Sirens blared after St. Paul rabbi spoke with family of dead Palestinian youth.
Hours after Rabbi Adam Stock Spilker visited the family of a young Palestinian killed by Jewish extremists, the sirens sounded. The rabbi from St. Paul, making his 11th visit to Israel, scurried for shelter.
“There is nothing like hearing an air raid siren and having to seek shelter,” the rabbi from Mount Zion Temple said from Jerusalem Wednesday.
Four rockets flew overhead the day before but didn’t connect thanks to a defensive system, the rabbi said.
Spilker spoke as violence continued to rock the region, with more rockets raining into Israel and Israel hitting targets in Hamas-controlled Gaza, leaving dozens dead.
In another section of Jerusalem, Laura Zelle and Susie Greenberg, of the Jewish Community Relations Council of Minnesota and the Dakotas, were sitting down to dinner Tuesday when a siren sounded. They turned to a live telecast and heard a loud boom. Then a flash filled the screen.
Zelle, of St. Paul, said she’d heard the rockets before — when she visited Jerusalem two years ago. Greenberg, of Minneapolis, said via phone that she’d lived in Israel previously for a year, but had never witnessed anything like this.
“Here, in Israel, you’re in the eye of the storm,” she said. “There is a sense that you need to be careful at all times.”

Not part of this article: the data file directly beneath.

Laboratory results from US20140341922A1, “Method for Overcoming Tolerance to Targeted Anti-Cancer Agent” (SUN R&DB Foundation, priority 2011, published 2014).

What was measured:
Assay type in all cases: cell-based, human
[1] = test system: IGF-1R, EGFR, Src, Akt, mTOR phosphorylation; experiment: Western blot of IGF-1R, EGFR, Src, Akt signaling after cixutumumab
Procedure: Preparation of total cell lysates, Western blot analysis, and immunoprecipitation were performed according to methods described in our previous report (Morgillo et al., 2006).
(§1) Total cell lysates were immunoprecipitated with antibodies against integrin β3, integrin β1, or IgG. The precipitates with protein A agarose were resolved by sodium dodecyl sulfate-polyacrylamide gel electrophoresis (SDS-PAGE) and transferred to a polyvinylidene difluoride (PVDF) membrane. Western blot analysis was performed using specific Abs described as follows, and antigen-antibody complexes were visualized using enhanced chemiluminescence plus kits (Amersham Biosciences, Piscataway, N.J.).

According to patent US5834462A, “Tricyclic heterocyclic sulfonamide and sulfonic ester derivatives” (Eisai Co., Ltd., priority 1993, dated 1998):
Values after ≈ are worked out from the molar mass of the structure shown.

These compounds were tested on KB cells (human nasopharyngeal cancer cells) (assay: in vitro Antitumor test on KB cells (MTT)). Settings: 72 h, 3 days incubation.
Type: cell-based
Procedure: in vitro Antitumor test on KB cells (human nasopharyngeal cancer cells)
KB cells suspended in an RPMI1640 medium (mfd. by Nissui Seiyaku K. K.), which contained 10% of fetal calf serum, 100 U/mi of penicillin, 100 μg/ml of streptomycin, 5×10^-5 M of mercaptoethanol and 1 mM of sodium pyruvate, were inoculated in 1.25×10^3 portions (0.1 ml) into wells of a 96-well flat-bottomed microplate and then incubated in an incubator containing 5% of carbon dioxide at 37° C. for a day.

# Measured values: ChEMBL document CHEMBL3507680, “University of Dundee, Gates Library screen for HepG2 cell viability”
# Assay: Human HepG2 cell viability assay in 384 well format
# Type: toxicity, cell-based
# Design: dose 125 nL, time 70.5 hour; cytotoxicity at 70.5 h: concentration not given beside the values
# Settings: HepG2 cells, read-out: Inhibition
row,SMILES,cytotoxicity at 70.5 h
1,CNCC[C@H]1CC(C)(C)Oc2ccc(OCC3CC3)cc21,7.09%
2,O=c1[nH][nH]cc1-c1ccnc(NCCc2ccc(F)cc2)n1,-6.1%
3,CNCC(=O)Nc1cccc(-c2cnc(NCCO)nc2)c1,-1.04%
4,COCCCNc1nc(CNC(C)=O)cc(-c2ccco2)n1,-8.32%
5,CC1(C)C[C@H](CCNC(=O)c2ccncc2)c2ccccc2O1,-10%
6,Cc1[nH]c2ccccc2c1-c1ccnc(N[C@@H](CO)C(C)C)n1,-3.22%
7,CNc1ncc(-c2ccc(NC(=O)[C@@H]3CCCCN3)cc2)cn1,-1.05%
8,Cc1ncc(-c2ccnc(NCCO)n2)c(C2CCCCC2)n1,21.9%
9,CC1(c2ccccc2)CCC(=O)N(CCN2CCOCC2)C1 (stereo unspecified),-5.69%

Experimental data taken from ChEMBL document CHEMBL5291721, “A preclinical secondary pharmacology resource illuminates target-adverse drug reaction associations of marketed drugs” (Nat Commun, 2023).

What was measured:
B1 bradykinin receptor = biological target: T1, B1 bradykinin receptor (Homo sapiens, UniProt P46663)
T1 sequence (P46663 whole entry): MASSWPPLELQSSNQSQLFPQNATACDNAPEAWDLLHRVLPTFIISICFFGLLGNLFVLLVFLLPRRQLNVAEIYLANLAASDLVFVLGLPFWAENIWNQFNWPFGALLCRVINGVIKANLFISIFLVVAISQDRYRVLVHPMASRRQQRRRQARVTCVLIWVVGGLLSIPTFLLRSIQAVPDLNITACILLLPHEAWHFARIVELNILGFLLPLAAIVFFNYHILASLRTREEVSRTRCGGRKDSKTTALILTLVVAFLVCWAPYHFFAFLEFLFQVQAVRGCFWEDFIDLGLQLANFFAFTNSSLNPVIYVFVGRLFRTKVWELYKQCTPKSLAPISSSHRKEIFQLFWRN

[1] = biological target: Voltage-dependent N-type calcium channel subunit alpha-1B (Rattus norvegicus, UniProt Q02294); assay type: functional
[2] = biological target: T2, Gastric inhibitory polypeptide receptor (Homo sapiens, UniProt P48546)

The erupting violence also has become very personal to Zak Abukhdair, who was born and raised in Minneapolis. One teenage cousin was burned to death after three Israeli teens were killed and other cousin, from Tampa, was beaten by Israeli police while in Jerusalem for the funeral.
Because the attacks were in Jerusalem and one victim was American, the incidents quickly became international news, Abukhdair said. “I really hope this will spark something,” he said. “I hope we can bring people together.”
Although Greenberg said some cultural events in Jerusalem have been canceled, it has been mostly life as usual, according to Spilker. Kindergarten classes and summer camps have gone on, he said.
“The whole cycle of violence is predictable, sad and awful,” he said, blaming extremists “on both sides. … My prayer is we can ratchet things back down, to ease the tension.”
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